||Volume 16, Number 3, January/February 2004 |
70 years ago
This is an age of slogans. A catch phrase is presumably more effective than logic. One of the most popular of such slogans is "Balance the Budget." Obviously the principle of balancing the budget, or living within our income, is simple and fundamentally sound, but as is the case with many such principles, its practical application is not necessarily either simple or fundamentally sound.
In the City of Vancouver the budget was balanced only because the teachers agreed to teach without salary during the month of December. The point is that the teachers balanced the budget by giving up their undoubted rights under their salary agreements.
January 1934, The BC Teacher
50 years ago
Merit rating! Pay the teachers by the excellence of their work. Let’s pay the best what they are worth. We want to give the teachers a monetary incentive to improvement.
Mr. Cooper examined research reports from nine school systems and discovered that merit ratings: undermine teacher morale, attack teacher integrity, stifle teacher initiative, encourage partisanship and politics within the school, increase the insecurity of teaching, divide teachers, relegate teachers to becoming items of debits or credits on principals’ registers, and are designed to balance school budgets by granting fewer and smaller increments.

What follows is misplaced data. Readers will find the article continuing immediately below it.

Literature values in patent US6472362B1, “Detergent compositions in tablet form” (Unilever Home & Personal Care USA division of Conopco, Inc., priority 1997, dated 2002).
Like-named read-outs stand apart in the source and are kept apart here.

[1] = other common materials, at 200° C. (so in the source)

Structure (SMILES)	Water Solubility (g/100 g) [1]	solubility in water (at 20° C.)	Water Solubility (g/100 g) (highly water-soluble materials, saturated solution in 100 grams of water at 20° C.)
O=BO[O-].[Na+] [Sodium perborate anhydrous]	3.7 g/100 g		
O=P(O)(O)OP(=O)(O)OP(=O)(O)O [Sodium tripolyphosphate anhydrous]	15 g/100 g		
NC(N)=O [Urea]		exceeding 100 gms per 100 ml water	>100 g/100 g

February 1954, The BC Teacher
30 years ago
Can you imagine a school day beginning and ending with teachers and students doing nothing except sitting with eyes closed for 15–20 minutes? It may sound fanciful and impractical, but if a simple system of meditation were adopted by the schools, the results would be anything but impractical. The Science of Creative Intelligence is the theoretical aspect of the technique of Transcendental Meditation (TM). Both SCI and TM have, I believe, much to contribute to our educational systems.
January 1974, The BC Teacher
10 years ago
The face of the employer on the other side of our teacher bargaining table is changing. Government passed Bill 78—the Public Sector Employers’ Act—in July 1993 to ensure that not school boards, but the provincial cabinet itself, has the main say in teacher collective agreements. Bill 78 limits even more the autonomy of the local school boards we face. It also opens the way for boards or government to establish provincial or regional employer structures.
January/February 1994, Teacher newsmagazine
– Chris Bocking, Keating Elementary School, Saanich